South Korea’s service exports shrank nearly 8 percent in 2017 from a year earlier due to a strong local currency amid the service industry’s weakening competitiveness, data showed Monday.
The service sector in Asia’s fourth-largest economy saw its exports reach $87.72 billion last year, down 7.6 percent from the previous year, according to the data from the Organization for Economic Cooperation and Development.
Among the 35 OECD members, South Korea was the sole country that suffered a fall in service exports. The OECD average growth rate came to 7.2 percent.
South Korea also posted negative growth for the third consecutive year. Its service exports contracted 2.9 percent on-year in 2016 and 12.8 percent in 2015.
Ireland topped the list with an increase of 19.1 percent last year, with service exports of 14 member nations growing at a double-digit rate. Sweden registered an annual gain of 1.3 percent, ranking just above South Korea.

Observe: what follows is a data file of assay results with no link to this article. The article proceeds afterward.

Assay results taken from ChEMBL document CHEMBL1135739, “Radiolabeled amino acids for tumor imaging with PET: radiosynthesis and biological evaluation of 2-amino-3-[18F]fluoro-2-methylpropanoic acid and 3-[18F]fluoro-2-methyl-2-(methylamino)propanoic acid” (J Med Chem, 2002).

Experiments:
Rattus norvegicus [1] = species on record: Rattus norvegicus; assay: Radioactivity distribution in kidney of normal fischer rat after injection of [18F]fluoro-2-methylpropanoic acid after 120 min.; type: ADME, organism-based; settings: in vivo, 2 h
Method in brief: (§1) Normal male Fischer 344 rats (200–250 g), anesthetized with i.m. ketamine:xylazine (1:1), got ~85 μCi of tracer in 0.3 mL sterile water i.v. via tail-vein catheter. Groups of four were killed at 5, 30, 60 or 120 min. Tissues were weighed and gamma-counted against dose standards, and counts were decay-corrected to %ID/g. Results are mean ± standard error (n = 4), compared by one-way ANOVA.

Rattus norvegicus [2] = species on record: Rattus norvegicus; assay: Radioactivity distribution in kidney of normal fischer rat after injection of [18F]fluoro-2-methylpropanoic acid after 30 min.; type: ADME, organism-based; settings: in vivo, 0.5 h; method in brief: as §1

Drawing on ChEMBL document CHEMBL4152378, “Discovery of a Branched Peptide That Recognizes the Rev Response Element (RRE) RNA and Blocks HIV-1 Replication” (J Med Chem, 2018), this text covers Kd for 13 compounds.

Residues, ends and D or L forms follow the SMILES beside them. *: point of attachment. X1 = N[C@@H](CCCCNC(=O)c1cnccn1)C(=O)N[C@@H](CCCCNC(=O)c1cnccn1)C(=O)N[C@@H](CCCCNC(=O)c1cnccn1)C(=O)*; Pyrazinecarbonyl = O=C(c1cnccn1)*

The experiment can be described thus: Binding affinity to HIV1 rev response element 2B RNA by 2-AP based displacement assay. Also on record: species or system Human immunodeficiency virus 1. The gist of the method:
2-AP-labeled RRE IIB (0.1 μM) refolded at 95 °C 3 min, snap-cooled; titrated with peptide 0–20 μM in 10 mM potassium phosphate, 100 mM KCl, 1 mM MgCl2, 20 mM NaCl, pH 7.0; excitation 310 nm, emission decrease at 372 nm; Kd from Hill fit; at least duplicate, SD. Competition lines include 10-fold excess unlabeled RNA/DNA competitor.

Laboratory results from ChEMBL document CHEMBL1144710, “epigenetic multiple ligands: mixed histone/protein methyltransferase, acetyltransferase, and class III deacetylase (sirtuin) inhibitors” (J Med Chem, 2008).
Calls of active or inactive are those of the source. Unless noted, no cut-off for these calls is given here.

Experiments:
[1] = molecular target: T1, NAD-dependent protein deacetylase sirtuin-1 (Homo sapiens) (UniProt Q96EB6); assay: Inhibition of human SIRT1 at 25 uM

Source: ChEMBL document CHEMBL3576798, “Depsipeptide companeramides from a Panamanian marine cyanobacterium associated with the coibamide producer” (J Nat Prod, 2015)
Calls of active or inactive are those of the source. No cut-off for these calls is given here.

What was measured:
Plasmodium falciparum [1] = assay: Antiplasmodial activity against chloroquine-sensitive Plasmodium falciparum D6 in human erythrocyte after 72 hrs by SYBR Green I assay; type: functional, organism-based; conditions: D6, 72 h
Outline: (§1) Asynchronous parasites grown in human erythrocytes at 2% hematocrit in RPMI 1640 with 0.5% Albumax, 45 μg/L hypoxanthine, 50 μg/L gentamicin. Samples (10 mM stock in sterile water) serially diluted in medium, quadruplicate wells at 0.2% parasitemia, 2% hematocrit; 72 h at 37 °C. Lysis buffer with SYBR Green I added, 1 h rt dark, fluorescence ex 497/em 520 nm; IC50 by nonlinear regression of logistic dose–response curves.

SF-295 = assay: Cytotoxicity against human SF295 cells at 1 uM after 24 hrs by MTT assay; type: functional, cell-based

South Korea’s dismal performance in 2017 was attributed mainly to the strength of the local currency against the US dollar. The South Korean currency traded at an average of 1,130.50 won against the greenback last year, up 29.90 won from the previous year.
Experts, however, said more responsible is the weakening competitive edge of South Korea’s service industry that focuses on domestic demand-oriented industries, such as wholesale and retail, hospitality and property rental.
“South Korea’s competitiveness is low in such high value-added sectors as finance, insurance, law and accounting, though other OECD members are highly competitive in those industries,” said Kim Kwang-seok, who teaches at Hanyang University in Seoul. (Yonhap)